The Bombay High Court recently denied relief to a man claiming sole right over ancestral property left behind after the death of both his parents and ruled in favour of his sister who is claiming her right over the said property.
Appellant Jagannath Undre has an elder sister Yaminabai. She had filed a suit seeking a declaration of her rights in the said ancestral property. The suit was dismissed by the trial court and later the decision was reversed by District Judge, Pune.
Justice Sandeep K Shinde heard Undre’s appeal and held that the appellate district court was correct in law in reversing the order of dismissal by the trial court and dismissed the appeal. The court held that inherited property of a widow covered under the Hindu Succession Act shall devolve upon her children i.e., sons and daughters.
Waman Undre died on April 15, 1944, leaving behind wife Shantabai, daughter Yamunabai (plaintiff) and son Jagannath (defendant). After the death of Waman, only Jagannath’s name alone was entered into the records of rights of the suit property. At the time, he was a minor and, therefore, the name of his mother was mentioned as natural guardian.
However, Shantabai at about 65 years of age became mentally unstable and left the house in 1972. She died before the suit was filed by her daughter. Resultantly, only the plaintiff and the defendant are the heirs of the late Waman Undre.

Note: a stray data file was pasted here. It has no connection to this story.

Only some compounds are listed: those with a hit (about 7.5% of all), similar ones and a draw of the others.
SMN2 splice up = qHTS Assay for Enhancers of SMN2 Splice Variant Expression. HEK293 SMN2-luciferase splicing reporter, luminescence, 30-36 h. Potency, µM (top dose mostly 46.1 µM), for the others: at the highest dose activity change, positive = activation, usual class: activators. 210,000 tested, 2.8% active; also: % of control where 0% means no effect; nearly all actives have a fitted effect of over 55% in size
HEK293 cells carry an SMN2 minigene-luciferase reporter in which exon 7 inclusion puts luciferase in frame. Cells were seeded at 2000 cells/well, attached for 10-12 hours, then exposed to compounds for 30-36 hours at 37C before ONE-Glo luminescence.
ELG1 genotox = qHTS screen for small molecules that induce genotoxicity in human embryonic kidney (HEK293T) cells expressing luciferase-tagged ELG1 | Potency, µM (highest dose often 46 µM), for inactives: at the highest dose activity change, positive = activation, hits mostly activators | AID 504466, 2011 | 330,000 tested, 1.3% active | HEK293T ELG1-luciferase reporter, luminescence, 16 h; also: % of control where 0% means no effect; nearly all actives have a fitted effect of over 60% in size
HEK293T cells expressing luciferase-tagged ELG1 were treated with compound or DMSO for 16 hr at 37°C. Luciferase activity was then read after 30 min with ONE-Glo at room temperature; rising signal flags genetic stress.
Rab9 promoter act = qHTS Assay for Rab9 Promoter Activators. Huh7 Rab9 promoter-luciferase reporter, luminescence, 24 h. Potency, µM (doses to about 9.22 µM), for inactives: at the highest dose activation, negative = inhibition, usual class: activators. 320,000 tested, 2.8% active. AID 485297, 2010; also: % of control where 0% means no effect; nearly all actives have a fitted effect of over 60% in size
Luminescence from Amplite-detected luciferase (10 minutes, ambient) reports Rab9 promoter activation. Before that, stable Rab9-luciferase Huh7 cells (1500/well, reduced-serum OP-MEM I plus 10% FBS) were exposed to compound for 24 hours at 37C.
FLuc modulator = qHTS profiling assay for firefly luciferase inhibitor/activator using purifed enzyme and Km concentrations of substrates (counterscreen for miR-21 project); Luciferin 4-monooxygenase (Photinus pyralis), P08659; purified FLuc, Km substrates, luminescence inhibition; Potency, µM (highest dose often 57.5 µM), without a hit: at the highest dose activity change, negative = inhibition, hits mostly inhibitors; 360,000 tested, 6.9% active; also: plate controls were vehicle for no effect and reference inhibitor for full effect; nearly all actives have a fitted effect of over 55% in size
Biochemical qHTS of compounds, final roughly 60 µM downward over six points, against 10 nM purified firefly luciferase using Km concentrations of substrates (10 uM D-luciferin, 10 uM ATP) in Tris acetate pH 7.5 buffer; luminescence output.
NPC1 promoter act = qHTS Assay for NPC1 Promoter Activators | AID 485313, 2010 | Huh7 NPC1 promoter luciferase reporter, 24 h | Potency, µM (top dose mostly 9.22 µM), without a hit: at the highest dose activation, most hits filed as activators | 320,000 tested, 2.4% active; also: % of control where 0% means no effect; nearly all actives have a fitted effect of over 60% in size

Defendant’s lawyer Utkarsh Desai argued that when Waman Undre died in 1944, as per the prevailing laws of succession, only male members of the family were having rights in the ancestral property and, therefore, mutation entry was correctly recorded in his client’s name alone.
The court examined the provisions of Hindu Women’s Right to Property Act, 1937 and Hindu Succession Act, 1956: “Undersection (2) of Section 3 of Hindu Women’s Right to Property Act, 1937 when a Hindu governed by any school of Hindu law other than Dayabhaga dies having at the time of his death interest in Hindu joint family property, his widow shall have the same right, widow shall have in the property the same interest as the deceased had. However, such interest shall be limited interest known as Hindu woman’s estate.”
“Any property possessed by female Hindu whether acquired before or after the commencement of the Act shall be held by her as full owner thereof and not as a limited owner,” Justice Shinde held.
The court concluded that the appellate court had recorded the finding of fact and law correctly-
“Thus, in view of the provisions of Section 14 of the Hindu Succession Act, 1956, the Appellate Court has held that the mother of the plaintiff and the defendant became absolute owner of her share in the suit property which was the limited interest or Hindu woman’s estate.”
In the case in hand, it is not in dispute that the mother of the plaintiff and the defendant had died after 1956 and, therefore, her interest in the property would devolve as per the scheme in terms of Section 15 of the Hindu Succession Act, 1956. Thus, her property will devolve upon her sons, daughters and husband, the court noted and dismissed the appeal.